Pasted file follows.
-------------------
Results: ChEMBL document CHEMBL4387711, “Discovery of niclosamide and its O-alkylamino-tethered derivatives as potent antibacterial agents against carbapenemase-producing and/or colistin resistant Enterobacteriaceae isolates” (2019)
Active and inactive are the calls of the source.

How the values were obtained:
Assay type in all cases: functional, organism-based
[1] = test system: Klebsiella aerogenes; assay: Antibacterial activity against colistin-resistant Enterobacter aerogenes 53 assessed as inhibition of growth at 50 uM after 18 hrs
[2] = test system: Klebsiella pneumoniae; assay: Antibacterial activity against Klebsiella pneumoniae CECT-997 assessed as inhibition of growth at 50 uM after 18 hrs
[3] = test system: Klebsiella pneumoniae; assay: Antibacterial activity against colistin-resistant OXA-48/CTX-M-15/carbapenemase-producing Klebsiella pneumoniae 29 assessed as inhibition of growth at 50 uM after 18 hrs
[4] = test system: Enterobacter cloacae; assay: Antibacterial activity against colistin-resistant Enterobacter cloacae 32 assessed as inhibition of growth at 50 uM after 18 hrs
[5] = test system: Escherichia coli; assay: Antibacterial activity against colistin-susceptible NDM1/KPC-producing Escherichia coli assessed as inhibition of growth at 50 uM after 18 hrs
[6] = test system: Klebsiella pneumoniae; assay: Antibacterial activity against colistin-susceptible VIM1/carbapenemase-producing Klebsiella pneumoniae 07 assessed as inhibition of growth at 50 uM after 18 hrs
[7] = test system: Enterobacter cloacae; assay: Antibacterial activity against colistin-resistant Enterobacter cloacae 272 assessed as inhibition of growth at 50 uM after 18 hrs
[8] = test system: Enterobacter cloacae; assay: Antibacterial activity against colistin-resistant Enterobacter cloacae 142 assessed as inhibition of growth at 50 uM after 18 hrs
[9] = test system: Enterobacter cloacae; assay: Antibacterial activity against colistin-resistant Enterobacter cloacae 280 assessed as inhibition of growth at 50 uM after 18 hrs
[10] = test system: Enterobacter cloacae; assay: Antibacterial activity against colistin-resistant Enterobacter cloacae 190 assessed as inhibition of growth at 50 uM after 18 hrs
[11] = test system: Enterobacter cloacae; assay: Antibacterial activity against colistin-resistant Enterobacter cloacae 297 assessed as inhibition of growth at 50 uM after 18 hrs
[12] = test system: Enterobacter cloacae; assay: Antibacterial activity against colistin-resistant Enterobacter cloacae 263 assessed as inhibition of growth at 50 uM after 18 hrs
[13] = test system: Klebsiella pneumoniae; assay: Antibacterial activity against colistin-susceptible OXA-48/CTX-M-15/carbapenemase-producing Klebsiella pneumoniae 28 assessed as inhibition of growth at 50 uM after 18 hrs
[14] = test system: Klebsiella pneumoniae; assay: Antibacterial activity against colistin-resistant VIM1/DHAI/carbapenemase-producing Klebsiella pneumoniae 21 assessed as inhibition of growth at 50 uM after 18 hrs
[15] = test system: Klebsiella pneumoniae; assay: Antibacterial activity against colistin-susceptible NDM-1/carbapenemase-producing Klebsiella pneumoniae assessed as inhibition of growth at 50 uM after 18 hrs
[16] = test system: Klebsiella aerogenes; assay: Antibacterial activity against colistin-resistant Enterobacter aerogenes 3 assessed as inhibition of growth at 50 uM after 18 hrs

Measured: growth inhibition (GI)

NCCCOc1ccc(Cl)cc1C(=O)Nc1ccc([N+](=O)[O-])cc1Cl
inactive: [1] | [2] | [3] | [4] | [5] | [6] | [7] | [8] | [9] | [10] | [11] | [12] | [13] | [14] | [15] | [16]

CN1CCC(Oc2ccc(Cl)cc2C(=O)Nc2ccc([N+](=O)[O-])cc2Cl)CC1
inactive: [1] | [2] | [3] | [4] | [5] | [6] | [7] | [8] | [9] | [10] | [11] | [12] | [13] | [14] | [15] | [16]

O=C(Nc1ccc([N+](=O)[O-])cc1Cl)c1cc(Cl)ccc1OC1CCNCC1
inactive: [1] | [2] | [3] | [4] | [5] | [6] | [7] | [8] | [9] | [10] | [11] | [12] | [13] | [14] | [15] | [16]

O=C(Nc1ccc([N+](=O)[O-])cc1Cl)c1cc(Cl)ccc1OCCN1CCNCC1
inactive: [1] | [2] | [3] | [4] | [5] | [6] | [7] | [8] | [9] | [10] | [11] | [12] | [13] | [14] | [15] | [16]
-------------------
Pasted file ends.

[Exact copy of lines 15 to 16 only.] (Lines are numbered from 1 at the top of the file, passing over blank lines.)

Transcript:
[11] = test system: Enterobacter cloacae; assay: Antibacterial activity against colistin-resistant Enterobacter cloacae 297 assessed as inhibition of growth at 50 uM after 18 hrs
[12] = test system: Enterobacter cloacae; assay: Antibacterial activity against colistin-resistant Enterobacter cloacae 263 assessed as inhibition of growth at 50 uM after 18 hrs